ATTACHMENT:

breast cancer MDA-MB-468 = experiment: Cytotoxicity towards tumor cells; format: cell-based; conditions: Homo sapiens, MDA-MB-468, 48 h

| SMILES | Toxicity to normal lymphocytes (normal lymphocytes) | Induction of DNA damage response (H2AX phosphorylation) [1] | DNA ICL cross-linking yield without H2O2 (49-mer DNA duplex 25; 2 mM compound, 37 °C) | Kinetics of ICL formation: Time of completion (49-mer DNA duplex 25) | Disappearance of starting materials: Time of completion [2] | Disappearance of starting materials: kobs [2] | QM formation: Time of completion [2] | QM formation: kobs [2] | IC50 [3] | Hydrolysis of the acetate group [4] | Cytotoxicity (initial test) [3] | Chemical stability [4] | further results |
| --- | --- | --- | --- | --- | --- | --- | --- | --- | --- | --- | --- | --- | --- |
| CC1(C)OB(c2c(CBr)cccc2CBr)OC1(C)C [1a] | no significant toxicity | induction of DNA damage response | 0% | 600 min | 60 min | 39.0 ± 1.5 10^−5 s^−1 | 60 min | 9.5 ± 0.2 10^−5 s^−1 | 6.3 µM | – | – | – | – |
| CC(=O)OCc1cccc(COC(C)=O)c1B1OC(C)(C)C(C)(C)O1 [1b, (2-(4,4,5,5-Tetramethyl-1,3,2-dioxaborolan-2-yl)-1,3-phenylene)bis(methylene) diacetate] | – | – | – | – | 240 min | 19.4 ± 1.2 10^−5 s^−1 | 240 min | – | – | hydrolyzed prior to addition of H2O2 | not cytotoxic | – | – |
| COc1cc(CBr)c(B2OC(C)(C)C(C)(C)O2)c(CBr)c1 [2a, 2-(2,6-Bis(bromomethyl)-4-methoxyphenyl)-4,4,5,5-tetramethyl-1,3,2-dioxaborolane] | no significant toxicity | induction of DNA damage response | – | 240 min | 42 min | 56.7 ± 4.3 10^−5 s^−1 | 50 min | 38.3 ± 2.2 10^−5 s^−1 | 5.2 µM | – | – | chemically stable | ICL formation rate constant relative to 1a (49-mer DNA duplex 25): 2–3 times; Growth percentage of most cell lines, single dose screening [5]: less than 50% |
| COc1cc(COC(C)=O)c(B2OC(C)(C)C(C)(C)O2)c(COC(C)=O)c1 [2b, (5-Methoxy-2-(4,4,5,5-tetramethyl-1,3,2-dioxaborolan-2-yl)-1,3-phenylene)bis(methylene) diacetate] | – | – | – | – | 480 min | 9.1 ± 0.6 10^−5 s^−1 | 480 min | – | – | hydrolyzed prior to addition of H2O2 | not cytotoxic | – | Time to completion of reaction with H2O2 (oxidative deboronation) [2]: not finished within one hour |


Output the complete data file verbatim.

breast cancer MDA-MB-468 = experiment: Cytotoxicity towards tumor cells; format: cell-based; conditions: Homo sapiens, MDA-MB-468, 48 h

| SMILES | Toxicity to normal lymphocytes (normal lymphocytes) | Induction of DNA damage response (H2AX phosphorylation) [1] | DNA ICL cross-linking yield without H2O2 (49-mer DNA duplex 25; 2 mM compound, 37 °C) | Kinetics of ICL formation: Time of completion (49-mer DNA duplex 25) | Disappearance of starting materials: Time of completion [2] | Disappearance of starting materials: kobs [2] | QM formation: Time of completion [2] | QM formation: kobs [2] | IC50 [3] | Hydrolysis of the acetate group [4] | Cytotoxicity (initial test) [3] | Chemical stability [4] | further results |
| --- | --- | --- | --- | --- | --- | --- | --- | --- | --- | --- | --- | --- | --- |
| CC1(C)OB(c2c(CBr)cccc2CBr)OC1(C)C [1a] | no significant toxicity | induction of DNA damage response | 0% | 600 min | 60 min | 39.0 ± 1.5 10^−5 s^−1 | 60 min | 9.5 ± 0.2 10^−5 s^−1 | 6.3 µM | – | – | – | – |
| CC(=O)OCc1cccc(COC(C)=O)c1B1OC(C)(C)C(C)(C)O1 [1b, (2-(4,4,5,5-Tetramethyl-1,3,2-dioxaborolan-2-yl)-1,3-phenylene)bis(methylene) diacetate] | – | – | – | – | 240 min | 19.4 ± 1.2 10^−5 s^−1 | 240 min | – | – | hydrolyzed prior to addition of H2O2 | not cytotoxic | – | – |
| COc1cc(CBr)c(B2OC(C)(C)C(C)(C)O2)c(CBr)c1 [2a, 2-(2,6-Bis(bromomethyl)-4-methoxyphenyl)-4,4,5,5-tetramethyl-1,3,2-dioxaborolane] | no significant toxicity | induction of DNA damage response | – | 240 min | 42 min | 56.7 ± 4.3 10^−5 s^−1 | 50 min | 38.3 ± 2.2 10^−5 s^−1 | 5.2 µM | – | – | chemically stable | ICL formation rate constant relative to 1a (49-mer DNA duplex 25): 2–3 times; Growth percentage of most cell lines, single dose screening [5]: less than 50% |
| COc1cc(COC(C)=O)c(B2OC(C)(C)C(C)(C)O2)c(COC(C)=O)c1 [2b, (5-Methoxy-2-(4,4,5,5-tetramethyl-1,3,2-dioxaborolan-2-yl)-1,3-phenylene)bis(methylene) diacetate] | – | – | – | – | 480 min | 9.1 ± 0.6 10^−5 s^−1 | 480 min | – | – | hydrolyzed prior to addition of H2O2 | not cytotoxic | – | Time to completion of reaction with H2O2 (oxidative deboronation) [2]: not finished within one hour |